PCB DESIGN

# How To Calculate Maximum Track Current

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## Overview

All tracks (a.k.a. traces) on a PCB have a maximum current limit. For most of the PCB routing process, the PCB designer does not have to worry about this, as most tracks are far larger than than they need to be to carry the tiny currents associated with digital and analogue signals (i.e. the track width is limited by manufacturing tolerances rather than the maximum current it can take).

However, the track current limits do sometimes play an important rule when it comes to sizing power supply traces, motor driver circuitry, mains power circuitry and other tracks which take relatively high current.

## Wait, What Is A Maximum Current Anyway?

You may be wondering what is meant by maximum current. Is it the maximum current before the track “explodes” and spews plasma across the room? Is it the maximum current before the track slowly heats up, starts smoking, and eventually goes open-circuit?

In the interests of circuit board longevity, the “maximum current” is usually specified and neither of the above, but rather the is the current required to raise the temperature of the track a certain amount above ambient.

## What Standard Should I Use?

There are two dominant standards in use when it comes to calculating track current.

One stroke of luck is that IPC-2221A seems to, if anything, under-estimate the current-carrying ability of a track rather than over-estimate. This is why it can (and is!) still used with success, even with today’s multilayer PCBs with complex geometry.

## IPC-2221A

The first standard, IPC-2221A is quite old, and is based of an older standard called IPC-D-275, which is itself based of measurements and graphs drawn in 1954.

IPC-2221A has a single graph (currently figure 6-4), which the following equation for calculating the track current $$I$$ is derived from:

$$I = k\Delta T^b A^c$$

where:
$$k$$ = 0.048 for external traces, 0.024 for internal tracks
$$\Delta T$$ = the change in temperature (temperature rise) in $$^{\circ}C$$
$$b$$ = 0.44
$$A$$ = cross-sectional area in $$mils^2$$
$$c$$ = 0.725

The standard only covers values where the current is 0-35A, track width is 0-10.16mm, temperature rise is from 10-100°C, and the copper from 0.5-3oz (which influences the cross-sectional area). Values outside this range are extrapolated (and there more error-prone).

This equation also assumes the track is sufficiently long enough the the end-points do not have a significant effect on the heatsinking. For example, this calculator should not be used for calculating the width of thermal-relief style connections from a copper pour to a via, in where the track is very short (0.2-1.0mm). It also assumes there are no vias along the length of the track.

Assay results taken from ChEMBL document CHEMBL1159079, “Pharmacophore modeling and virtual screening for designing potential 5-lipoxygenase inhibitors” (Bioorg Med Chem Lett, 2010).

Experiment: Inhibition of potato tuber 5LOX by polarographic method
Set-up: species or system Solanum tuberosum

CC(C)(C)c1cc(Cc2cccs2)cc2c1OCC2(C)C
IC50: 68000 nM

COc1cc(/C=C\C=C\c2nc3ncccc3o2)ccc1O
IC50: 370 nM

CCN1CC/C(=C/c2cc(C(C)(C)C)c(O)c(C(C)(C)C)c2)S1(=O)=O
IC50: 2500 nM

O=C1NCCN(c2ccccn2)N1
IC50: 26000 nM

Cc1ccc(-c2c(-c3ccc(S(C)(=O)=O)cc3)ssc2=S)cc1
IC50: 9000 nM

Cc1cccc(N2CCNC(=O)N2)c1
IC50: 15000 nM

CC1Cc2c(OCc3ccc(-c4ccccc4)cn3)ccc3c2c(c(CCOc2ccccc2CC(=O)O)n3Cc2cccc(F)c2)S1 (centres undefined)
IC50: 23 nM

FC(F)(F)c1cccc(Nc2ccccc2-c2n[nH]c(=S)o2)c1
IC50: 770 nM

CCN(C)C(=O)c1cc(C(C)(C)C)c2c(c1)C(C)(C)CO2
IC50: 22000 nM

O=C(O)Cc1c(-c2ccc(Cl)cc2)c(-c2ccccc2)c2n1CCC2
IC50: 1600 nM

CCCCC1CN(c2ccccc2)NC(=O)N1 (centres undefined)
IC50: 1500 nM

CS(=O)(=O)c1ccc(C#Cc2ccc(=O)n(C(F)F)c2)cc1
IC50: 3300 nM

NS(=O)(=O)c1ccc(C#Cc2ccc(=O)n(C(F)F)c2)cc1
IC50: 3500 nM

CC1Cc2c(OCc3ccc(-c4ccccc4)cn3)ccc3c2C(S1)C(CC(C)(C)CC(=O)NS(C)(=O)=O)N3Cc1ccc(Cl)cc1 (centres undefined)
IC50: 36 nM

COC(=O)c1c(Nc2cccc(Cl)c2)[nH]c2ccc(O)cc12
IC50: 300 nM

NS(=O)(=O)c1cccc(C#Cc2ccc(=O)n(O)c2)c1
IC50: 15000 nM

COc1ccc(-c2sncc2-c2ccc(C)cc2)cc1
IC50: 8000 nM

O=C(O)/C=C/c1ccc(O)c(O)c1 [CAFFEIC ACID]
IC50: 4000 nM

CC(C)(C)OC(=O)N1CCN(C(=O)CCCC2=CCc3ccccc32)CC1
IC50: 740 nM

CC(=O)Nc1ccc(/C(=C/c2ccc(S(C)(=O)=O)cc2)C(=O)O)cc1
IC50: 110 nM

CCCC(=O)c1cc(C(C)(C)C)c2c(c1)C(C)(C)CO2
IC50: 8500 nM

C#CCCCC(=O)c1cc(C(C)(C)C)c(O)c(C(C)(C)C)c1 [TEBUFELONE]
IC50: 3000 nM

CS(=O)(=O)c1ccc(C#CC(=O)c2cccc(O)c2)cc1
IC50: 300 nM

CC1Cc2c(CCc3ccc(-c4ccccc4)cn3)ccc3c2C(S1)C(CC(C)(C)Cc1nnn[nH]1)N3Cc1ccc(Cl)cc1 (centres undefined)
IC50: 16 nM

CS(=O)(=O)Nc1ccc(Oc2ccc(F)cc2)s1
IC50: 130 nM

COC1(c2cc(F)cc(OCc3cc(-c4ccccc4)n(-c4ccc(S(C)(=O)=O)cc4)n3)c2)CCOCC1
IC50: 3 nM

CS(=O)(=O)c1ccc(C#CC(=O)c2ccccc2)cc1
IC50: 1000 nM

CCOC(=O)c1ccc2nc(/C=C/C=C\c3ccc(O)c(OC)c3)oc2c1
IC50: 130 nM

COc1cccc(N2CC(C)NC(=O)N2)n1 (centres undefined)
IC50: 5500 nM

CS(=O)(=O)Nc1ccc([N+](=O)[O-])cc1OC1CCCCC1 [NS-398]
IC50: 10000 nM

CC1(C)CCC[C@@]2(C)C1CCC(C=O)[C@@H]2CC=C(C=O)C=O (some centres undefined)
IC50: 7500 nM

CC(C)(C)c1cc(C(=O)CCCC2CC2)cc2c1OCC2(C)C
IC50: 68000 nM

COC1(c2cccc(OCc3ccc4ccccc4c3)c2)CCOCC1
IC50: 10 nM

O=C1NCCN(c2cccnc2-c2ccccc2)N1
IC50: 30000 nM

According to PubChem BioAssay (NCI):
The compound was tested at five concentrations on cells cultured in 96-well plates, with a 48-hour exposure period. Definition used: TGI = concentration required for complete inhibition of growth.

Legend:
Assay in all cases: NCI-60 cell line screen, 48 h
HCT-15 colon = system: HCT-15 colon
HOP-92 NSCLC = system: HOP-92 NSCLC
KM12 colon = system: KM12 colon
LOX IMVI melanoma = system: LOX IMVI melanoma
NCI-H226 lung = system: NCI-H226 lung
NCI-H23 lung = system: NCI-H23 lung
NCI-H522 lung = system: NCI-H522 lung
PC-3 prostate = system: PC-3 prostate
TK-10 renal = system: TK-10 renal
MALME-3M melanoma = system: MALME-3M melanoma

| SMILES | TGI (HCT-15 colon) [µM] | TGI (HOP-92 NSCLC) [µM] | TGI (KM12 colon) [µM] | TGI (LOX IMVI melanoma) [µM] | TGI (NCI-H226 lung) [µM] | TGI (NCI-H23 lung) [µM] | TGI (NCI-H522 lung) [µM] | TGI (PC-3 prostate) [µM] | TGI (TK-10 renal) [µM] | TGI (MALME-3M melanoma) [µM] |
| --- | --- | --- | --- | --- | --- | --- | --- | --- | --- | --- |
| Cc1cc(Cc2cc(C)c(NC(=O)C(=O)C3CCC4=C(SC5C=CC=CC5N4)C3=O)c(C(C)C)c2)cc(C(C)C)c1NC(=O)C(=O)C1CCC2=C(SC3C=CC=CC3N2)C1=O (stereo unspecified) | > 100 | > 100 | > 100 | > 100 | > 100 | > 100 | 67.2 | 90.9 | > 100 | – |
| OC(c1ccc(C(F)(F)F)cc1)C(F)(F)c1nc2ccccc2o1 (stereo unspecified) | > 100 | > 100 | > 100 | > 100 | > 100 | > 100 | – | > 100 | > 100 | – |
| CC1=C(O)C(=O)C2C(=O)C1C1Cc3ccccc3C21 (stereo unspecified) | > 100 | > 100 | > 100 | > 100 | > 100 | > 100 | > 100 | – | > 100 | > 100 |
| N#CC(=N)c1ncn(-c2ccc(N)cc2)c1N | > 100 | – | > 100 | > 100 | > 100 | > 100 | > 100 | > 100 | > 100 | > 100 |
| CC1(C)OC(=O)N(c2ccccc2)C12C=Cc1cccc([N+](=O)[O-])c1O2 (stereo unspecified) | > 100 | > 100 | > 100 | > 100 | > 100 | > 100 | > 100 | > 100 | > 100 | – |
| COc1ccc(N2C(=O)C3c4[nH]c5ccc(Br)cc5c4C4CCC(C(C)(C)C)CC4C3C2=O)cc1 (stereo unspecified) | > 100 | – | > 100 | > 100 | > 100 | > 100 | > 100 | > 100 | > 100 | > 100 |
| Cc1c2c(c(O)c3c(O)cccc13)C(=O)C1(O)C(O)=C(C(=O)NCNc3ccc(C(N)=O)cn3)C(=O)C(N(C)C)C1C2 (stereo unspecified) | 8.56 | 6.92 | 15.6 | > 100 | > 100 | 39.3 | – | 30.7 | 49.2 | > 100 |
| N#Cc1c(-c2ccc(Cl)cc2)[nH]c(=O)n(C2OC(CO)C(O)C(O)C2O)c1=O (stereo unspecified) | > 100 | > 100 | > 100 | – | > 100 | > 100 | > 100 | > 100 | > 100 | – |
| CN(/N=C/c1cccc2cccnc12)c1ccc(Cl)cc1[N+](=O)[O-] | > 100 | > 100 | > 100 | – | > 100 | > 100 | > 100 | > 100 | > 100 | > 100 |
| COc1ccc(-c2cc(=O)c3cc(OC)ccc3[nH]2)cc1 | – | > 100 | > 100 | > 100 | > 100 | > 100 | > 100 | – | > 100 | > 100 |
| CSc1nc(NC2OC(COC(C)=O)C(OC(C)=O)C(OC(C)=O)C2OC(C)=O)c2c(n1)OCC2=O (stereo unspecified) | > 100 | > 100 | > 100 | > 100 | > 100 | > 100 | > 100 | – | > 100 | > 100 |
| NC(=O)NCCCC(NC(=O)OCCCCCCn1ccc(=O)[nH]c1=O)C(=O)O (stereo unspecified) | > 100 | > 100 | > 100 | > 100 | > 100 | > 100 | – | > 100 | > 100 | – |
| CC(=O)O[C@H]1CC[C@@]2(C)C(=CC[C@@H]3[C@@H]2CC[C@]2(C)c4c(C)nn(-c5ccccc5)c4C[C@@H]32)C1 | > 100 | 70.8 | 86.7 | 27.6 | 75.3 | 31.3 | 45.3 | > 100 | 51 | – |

The current in assumed to be constant (DC). However, you can use the RMS value for a pulsed current as long as the pulses are fast enough.

The temperature of the PCB material should NEVER exceed the relative thermal index (RTI) of the material. This is defined in UL746B as the temperature at which 50% of the materials properties are retained after 100,000 hours.

## IPC-2152

The second standard, IPC-2152, is a much newer standard. It has a more technical and presumably accurate method for calculating the maximum track current.

### History

The data in the IPC-2152 standard is based of two experiments. One was done by Mike Jouppi of Lockheed Martin, and the other by the Naval Surface Warfare Center, Crane Division. The results from these two experiments was compiled into IPC-2152 under the heading “Standard for Determining Current Carrying Capacity in Printed Board Design

### The Calculation Steps

Unlike IPC-2221A, IPC-2152 is not just a simple equation.

1. Firstly, use the Universal Chart to calculate an unadjusted cross-sectional area. The Universal Chart in IPC-2152 which gives an un-adjusted track cross-sectional area based upon the desired current and temperature rise.
2. Then, a bunch of coefficients (modifiers) are found based on a number of other parameters. The parameters include:

• Thermal conductivity of the PCB
• The PCB thickness
• The proximity of the current-carrying track to a copper plane
• The thickness of the current-carrying track
3. Once all the coefficients are found, they are multiplied with the unadjusted cross-sectional area to give an adjusted cross-sectional area.

### That’s Hard Work, Can It Be Any Easier?

Glad you asked! mbedded.ninja has developed a desktop application called NinjaCalc, which includes IPC-2221A and IPC-2152 track current calculators (remember, use IPC-2152 wherever possible!).

You can get to the IPC-2221A calculator directly by going to http://ninja-calc.mbedded.ninja/calc/track-current-ipc-2221a-calculator.

You can get to the IPC-2152 calculator directly by going to http://ninja-calc.mbedded.ninja/calc/track-current-ipc-2152-calculator.

## Authors ### Geoffrey Hunter

Dude making stuff.